Bipartisan legislation (House Bill 250) would create a special $1 million fund to help urban and rural small food retailers in North Carolina’s “food desert zones” purchase refrigerators and shelving to sell fresh fruits and vegetables to their customers.
According to the U.S. Department of Agriculture, food deserts are defined as:
“…urban neighborhoods and rural towns without ready access to fresh, healthy, and affordable food. Instead of supermarkets and grocery stores, these communities may have no food access or are served only by fast food restaurants and convenience stores that offer few healthy, affordable food options. The lack of access contributes to a poor diet and can lead to higher levels of obesity and other diet-related diseases, such as diabetes and heart disease.”
An area technically qualifies as a food desert if the USDA’s Economic Research Service has determined that is has a poverty rate of at least 20 percent or has a median family income at or below 80 percent of North Carolina’s median family income and it has at least 500 people of its residents (or at least 33 percent of the population) who live more than 10 miles from a grocery store or healthy, affordable food retail outlet store (or for a metropolitan area, live more than one mile away).
The proposed legislation assists small retailers in addressing this lack of access to healthy foods by making money available (up to $5,000 per small food retailer) to “purchase and install at a small food retailer refrigeration equipment, display shelving, and other equipment necessary for stocking nutrient-dense foods.” Allocation of these resources would be based on the area’s level of need.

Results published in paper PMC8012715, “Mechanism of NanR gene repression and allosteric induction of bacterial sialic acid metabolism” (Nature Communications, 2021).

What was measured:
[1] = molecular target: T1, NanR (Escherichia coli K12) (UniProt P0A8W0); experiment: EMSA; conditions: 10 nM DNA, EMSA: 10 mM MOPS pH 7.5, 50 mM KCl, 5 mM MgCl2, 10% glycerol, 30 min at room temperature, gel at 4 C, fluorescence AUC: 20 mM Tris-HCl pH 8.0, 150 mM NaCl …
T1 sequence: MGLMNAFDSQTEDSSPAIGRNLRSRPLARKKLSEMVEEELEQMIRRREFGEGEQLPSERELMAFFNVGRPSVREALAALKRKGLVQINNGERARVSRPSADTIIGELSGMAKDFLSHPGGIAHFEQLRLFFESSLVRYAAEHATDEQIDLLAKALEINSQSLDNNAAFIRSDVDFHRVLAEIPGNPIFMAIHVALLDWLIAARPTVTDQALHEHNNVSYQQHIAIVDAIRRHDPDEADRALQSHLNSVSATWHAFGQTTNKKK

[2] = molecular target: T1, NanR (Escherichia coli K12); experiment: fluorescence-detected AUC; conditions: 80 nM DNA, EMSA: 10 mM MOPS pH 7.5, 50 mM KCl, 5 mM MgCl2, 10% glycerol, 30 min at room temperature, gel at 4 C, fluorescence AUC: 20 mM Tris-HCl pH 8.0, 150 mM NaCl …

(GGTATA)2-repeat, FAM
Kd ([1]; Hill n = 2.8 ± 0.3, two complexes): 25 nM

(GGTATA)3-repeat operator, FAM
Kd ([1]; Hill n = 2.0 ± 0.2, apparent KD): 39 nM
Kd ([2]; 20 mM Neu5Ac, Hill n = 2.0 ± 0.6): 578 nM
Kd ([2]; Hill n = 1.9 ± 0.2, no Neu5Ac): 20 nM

According to data available from the USDA Food Access Research Atlas, North Carolina has at least 349 food deserts across 80 counties. Over 1,544,044 residents live in these food desert zones. According the the National Research Council, residents living in food deserts are more likely to suffer from obesity, diabetes, cardiovascular disease, and other diet-related conditions, while simultaneously being more likely to be food insecure.
The consequences of food deserts could be enormous for public health, the economy, national security, and more. A report in the Journal of Health Economics found that 21% of U.S. healthcare expenditures ($190 billion) in added medical costs come from obesity-related problems.
This legislation is based on the final report from the Legislative Research Commission’s Committee on Food Desert Zones issued in April of last year and builds on a pilot program launched by the North Carolina Division of Public Health in 2011.
Click here for an interactive map of North Carolina’s food deserts from North Carolina Health News.